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Team investigates why smokers in certain ethnic groups are more likely to get lung cancer than others

Stephen Hecht, Ph.D. Tobacco researchers at the Masonic Cancer Center led by Stephen Hecht, Ph.D., will conduct a five-year study on why African Americans and Native Hawaiians are more susceptible to getting lung cancer from cigarette smoking than other ethnic groups.

This study—a collaborative effort of the University of Minnesota, University of Southern California, and the University of Hawaii—is funded with a new $10.7 million program project research grant (see sidebar) from the National Cancer Institute.

A previous study showed that African Americans who smoked fewer than 10 or between 10 and 20 cigarettes per day were 2.5 to almost 5 times more likely to develop lung cancer than Japanese Americans and Latinos who smoked the same amount. They were about twice as likely to get lung cancer as Caucasians who smoked the same amount.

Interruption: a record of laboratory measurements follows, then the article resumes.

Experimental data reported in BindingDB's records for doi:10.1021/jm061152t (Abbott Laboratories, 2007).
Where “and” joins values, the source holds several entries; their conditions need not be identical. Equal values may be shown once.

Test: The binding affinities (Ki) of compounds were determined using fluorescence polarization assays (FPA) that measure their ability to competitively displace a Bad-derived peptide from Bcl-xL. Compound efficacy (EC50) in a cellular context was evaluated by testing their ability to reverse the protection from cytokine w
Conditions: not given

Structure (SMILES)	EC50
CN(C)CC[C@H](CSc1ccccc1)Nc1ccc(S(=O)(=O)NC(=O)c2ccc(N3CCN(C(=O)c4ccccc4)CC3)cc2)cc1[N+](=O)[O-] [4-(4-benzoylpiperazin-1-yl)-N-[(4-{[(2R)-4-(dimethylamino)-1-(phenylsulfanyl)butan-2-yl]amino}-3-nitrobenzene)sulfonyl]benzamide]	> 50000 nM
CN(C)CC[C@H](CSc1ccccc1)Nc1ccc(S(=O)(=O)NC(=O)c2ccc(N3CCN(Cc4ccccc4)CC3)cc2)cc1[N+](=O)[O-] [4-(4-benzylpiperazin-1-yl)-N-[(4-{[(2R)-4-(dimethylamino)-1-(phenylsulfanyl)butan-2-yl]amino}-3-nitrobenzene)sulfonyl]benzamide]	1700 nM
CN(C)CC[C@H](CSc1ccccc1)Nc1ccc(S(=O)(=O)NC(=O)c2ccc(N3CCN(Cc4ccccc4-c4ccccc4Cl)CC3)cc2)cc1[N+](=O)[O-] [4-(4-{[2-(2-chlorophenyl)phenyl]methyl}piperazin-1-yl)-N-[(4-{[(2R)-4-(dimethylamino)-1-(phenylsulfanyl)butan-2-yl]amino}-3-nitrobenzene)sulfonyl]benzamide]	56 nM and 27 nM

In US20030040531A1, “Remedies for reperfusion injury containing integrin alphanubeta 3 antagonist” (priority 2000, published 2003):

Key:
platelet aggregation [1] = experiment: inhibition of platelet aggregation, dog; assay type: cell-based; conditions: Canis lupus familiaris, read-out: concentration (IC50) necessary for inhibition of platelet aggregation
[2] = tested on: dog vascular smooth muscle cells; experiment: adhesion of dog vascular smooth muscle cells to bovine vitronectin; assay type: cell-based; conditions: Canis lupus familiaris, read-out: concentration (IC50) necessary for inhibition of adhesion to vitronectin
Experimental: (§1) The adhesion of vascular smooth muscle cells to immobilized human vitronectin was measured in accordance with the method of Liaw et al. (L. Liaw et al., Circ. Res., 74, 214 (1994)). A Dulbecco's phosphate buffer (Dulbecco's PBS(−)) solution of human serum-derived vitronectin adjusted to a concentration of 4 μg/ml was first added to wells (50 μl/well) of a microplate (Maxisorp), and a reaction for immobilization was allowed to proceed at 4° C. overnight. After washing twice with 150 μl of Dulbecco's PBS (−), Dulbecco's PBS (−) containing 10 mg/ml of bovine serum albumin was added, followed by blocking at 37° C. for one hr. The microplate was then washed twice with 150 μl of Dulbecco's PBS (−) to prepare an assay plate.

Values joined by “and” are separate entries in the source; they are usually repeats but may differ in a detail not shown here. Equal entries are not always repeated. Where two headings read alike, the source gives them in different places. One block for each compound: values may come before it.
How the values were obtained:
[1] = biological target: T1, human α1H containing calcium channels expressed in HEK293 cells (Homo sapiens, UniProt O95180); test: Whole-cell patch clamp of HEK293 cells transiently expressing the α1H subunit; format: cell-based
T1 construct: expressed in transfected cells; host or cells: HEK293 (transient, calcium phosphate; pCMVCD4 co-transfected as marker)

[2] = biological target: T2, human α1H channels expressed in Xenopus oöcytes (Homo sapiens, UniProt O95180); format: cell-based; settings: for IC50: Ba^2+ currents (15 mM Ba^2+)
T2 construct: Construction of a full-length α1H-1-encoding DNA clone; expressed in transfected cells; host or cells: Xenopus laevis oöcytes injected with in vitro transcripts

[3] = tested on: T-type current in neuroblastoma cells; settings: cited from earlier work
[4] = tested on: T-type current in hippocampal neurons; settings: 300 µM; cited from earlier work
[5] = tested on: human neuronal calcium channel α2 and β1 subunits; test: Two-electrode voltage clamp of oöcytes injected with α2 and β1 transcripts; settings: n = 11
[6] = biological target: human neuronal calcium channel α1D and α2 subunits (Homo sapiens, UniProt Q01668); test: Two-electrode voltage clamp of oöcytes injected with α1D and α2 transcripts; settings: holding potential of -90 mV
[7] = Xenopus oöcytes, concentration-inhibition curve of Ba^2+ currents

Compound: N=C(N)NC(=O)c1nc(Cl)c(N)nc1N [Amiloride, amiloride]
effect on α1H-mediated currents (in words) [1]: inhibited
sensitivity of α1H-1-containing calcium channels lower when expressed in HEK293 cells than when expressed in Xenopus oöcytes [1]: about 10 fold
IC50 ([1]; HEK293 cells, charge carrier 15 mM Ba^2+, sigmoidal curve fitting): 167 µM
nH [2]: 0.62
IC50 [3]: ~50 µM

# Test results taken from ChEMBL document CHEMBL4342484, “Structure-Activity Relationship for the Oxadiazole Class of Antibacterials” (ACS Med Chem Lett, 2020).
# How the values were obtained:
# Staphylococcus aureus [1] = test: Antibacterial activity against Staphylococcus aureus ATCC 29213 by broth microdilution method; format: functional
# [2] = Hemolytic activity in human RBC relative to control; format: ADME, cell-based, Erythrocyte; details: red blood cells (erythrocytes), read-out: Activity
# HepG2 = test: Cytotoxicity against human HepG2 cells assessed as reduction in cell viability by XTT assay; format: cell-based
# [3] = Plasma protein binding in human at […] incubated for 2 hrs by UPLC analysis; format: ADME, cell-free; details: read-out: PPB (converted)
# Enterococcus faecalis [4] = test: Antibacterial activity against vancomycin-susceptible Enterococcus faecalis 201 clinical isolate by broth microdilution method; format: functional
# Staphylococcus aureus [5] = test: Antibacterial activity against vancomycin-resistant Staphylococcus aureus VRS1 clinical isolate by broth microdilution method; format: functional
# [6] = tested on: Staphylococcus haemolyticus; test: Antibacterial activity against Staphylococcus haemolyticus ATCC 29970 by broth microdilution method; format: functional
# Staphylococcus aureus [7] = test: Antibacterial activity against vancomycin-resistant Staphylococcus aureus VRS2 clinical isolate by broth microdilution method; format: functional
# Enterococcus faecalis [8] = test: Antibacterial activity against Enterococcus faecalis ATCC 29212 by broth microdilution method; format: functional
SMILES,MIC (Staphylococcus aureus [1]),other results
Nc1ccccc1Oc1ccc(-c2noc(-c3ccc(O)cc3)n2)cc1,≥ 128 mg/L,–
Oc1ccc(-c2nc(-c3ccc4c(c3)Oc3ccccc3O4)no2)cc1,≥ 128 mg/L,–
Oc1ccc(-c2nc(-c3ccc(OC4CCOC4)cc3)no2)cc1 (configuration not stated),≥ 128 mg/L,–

The study further found that while about 30 percent of African Americans and 27 percent of whites currently smoke cigarettes, about 8 percent of African American cigarette smokers smoke more than 25 cigarettes per day compared with 28 percent of white smokers who smoke more than a pack a day. This indicates that although African Americans are less likely than whites to be heavy smokers, they have a higher risk of getting smoking-related lung cancer.

Native Hawaiians’ risk of smoking-related lung cancer for was found to be similar to that of African Americans.

“Those findings imply that African American and Native Hawaiian smokers metabolize nicotine and tobacco carcinogens differently than whites, Japanese Americans, and Latinos,” Hecht says. “Our new research study will aim to find out why this appears to be the case.”

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